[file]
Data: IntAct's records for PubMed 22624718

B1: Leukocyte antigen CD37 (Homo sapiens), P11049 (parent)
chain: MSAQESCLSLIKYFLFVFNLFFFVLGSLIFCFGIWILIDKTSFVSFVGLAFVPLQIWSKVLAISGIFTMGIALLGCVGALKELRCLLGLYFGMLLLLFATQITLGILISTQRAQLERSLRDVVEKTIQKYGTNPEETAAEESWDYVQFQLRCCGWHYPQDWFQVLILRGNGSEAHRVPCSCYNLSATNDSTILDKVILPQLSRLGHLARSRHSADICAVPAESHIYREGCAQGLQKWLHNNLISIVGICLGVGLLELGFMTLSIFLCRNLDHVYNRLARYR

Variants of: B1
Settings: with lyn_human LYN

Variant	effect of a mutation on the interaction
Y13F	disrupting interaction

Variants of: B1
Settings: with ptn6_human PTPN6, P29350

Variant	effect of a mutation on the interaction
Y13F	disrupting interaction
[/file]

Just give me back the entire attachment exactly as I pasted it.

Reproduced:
Data: IntAct's records for PubMed 22624718

B1: Leukocyte antigen CD37 (Homo sapiens), P11049 (parent)
chain: MSAQESCLSLIKYFLFVFNLFFFVLGSLIFCFGIWILIDKTSFVSFVGLAFVPLQIWSKVLAISGIFTMGIALLGCVGALKELRCLLGLYFGMLLLLFATQITLGILISTQRAQLERSLRDVVEKTIQKYGTNPEETAAEESWDYVQFQLRCCGWHYPQDWFQVLILRGNGSEAHRVPCSCYNLSATNDSTILDKVILPQLSRLGHLARSRHSADICAVPAESHIYREGCAQGLQKWLHNNLISIVGICLGVGLLELGFMTLSIFLCRNLDHVYNRLARYR

Variants of: B1
Settings: with lyn_human LYN

Variant	effect of a mutation on the interaction
Y13F	disrupting interaction

Variants of: B1
Settings: with ptn6_human PTPN6, P29350

Variant	effect of a mutation on the interaction
Y13F	disrupting interaction